At the end of or journey with the Lenovo Vibe K4 Note, we're quite impressed by what the company managed to achieve on a shoestring budget. The mainstream makers have nothing competitive in this price range, not even Lenovo-owned Motorola.
The phone never felt 'cheap,' it definitely punches high above its actual price point. The metal frame is a great touch and we like that the phone doesn't have an all-metal exterior. Metal looks great, but polycarbonate is the more practical choice. The fingerprint reader is also a great perk.
The stereo speakers on reasonably narrow bezels are quite impressive - Sony has been doing okay in this department, HTC has not. We were a little bugged by the lack of backlighting for the capacitive keys, though.
The camera performs admirably for this class. We liked the main camera better than the selfie cam; we liked the stills better than the videos, but hey, the flaws were nothing major in this price range.
The Lenovo Vibe K4 Note certainly impressed us, but Lenovo's odd product strategy already has it competing against its successor - the K5 Note. Both were launched at the same time too!
So, the Lenovo K5 Note is slightly pricier but has an all-metal body (if that's something you miss on the K4). It's thinner too, but with a bigger battery. The other major difference between the two is the chipset - the K5 Note is powered by the Helio P10, which offers much higher clock speeds (1.8GHz vs. 1.3GHz) and a next-gen GPU too.
The Xiaomi Redmi Note 3 is the other overachiever. Its all-metal case holds a 5.5" 1080p screen and a fingerprint reader. Either choice of available chipsets - Helio X10 or Snapdragon 650 - offers much better performance than the chipset inside the Vibe K4 Note.
The camera is more promising on paper - higher resolution sensor, 16MP, with phase detection AF and a brighter aperture (f/2.0). The big 4,000mAh battery offers competitive battery life. You miss out on the microSD slot, though.
The Meizu m2 note has its charms too, they come in Flyme flavor. The chipset is the same as the Vibe K4 Note's, the camera setup is mostly the same too.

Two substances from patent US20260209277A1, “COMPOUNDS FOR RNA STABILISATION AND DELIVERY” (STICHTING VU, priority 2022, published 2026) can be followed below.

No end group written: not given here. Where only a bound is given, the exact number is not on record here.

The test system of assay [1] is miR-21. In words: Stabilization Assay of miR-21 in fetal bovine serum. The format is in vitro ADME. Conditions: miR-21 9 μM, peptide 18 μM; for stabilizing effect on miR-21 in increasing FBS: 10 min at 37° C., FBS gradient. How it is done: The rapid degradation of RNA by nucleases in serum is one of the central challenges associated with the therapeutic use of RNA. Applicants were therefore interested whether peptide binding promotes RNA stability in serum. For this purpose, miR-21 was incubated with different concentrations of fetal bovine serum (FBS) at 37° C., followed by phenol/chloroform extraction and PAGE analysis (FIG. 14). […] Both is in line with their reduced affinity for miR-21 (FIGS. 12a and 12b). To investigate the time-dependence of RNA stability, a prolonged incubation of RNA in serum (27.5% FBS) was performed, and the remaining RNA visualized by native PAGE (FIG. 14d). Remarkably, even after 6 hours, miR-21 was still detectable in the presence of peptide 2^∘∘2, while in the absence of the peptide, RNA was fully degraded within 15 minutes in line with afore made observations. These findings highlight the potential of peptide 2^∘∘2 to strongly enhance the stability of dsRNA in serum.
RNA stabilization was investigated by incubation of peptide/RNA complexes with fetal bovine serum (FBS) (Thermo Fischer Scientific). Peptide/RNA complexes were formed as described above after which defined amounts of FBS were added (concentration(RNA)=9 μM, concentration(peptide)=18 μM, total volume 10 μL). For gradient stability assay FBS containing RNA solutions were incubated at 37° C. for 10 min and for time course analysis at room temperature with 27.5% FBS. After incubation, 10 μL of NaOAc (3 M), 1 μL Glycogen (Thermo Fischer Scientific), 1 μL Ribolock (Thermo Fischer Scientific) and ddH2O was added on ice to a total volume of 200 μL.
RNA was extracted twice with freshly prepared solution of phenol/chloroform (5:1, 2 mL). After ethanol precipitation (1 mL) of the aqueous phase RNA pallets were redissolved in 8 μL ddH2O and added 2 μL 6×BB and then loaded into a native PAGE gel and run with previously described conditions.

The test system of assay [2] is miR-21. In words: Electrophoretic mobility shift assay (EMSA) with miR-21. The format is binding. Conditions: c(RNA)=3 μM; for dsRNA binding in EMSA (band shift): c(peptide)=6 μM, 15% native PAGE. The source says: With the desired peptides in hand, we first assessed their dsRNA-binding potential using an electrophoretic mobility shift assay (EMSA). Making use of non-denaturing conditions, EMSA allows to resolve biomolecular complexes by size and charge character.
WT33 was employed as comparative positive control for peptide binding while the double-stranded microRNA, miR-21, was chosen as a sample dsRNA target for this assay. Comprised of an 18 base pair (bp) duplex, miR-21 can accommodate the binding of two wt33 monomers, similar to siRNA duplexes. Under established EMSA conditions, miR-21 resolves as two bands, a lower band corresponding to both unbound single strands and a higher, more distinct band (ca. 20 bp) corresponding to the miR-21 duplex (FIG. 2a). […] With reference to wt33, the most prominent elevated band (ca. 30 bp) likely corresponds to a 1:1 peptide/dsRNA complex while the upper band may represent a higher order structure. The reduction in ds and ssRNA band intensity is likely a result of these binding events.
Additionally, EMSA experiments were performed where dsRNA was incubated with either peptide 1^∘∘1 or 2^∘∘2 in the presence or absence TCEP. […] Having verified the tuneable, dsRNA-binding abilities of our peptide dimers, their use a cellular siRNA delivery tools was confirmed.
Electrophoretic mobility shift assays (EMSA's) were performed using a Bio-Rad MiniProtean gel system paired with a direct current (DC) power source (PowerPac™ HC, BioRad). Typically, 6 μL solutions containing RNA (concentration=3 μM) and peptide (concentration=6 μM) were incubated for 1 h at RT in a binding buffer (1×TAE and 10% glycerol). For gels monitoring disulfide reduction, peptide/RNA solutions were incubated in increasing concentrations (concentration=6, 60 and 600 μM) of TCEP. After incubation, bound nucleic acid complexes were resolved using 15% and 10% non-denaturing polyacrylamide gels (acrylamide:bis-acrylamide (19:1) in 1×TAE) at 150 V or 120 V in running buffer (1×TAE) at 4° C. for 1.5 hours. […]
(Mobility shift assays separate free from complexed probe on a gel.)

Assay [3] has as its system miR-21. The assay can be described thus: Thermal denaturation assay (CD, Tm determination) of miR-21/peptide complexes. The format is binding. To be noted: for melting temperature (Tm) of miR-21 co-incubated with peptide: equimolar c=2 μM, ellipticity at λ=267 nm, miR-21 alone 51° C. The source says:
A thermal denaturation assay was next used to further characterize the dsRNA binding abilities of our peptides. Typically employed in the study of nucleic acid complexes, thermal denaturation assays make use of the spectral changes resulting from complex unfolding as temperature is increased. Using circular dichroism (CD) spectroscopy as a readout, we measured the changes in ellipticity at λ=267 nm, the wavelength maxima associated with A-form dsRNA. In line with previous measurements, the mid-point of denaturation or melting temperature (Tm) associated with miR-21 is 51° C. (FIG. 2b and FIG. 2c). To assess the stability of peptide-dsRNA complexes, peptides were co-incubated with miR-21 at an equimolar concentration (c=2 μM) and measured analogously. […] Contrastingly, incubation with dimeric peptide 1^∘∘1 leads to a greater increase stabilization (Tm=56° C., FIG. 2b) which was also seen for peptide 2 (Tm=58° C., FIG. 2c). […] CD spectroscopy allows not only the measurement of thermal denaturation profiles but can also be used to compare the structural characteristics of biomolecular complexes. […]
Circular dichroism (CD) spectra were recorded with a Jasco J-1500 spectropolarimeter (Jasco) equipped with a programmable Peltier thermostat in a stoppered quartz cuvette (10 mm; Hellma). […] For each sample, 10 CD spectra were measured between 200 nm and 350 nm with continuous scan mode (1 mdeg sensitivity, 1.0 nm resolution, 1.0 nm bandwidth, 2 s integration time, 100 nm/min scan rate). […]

You probably want the Meizu m1 metal version, though. It has a metal body (obviously) and faster chipset (Helio X10). There's no fingerprint reader, though, and the microSD card uses the SIM2 slot.
The closest phone from the Motorola lineup is the Moto X Play. It has a dual-SIM version and stereo speakers around its 5.5" 1080p screen. The insides are coated with a water-repellent material, improving the phone's chances of survival if it gets wet (but it's not waterproof).
The Snapdragon 615 chipset isn't necessarily faster and there's no fingerprint reader.
The camera shoots 21MP photos while video is capped at 1080p (the X Style is the one with 2160p skills).
If you're willing to drop to 720p screen resolution, you can have an AMOLED with the Gionee S6. Same chipset and similar camera are held in a thin metal body, just 6.9mm, and that's without a significant compromise with the battery capacity (3,150mAh).
The Lenovo Vibe K4 Note is a fine phone, and certainly, a great deal for its price. Still, assuming the K5 Note is available in the same regions, we'd probably go for it over the K4 - if not for the all-metal body, then for the faster chipset. The K4's chipset does well for day to day tasks, but more is always better (and in this case, it's not much more expensive).
The limited availability of the Vibe K4 Note will keep it from becoming a global mid-range champ but in Lenovo's target markets it will be a very strong contender.